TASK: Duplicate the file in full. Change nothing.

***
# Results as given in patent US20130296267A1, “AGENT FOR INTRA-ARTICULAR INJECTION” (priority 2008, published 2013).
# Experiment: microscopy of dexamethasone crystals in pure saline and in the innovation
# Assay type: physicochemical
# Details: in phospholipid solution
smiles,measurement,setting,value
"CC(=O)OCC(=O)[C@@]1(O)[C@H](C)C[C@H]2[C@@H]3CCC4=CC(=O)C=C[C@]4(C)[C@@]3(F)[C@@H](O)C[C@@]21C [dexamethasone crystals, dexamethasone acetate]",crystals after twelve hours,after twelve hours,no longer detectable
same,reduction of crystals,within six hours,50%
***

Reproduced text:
# Results as given in patent US20130296267A1, “AGENT FOR INTRA-ARTICULAR INJECTION” (priority 2008, published 2013).
# Experiment: microscopy of dexamethasone crystals in pure saline and in the innovation
# Assay type: physicochemical
# Details: in phospholipid solution
smiles,measurement,setting,value
"CC(=O)OCC(=O)[C@@]1(O)[C@H](C)C[C@H]2[C@@H]3CCC4=CC(=O)C=C[C@]4(C)[C@@]3(F)[C@@H](O)C[C@@]21C [dexamethasone crystals, dexamethasone acetate]",crystals after twelve hours,after twelve hours,no longer detectable
same,reduction of crystals,within six hours,50%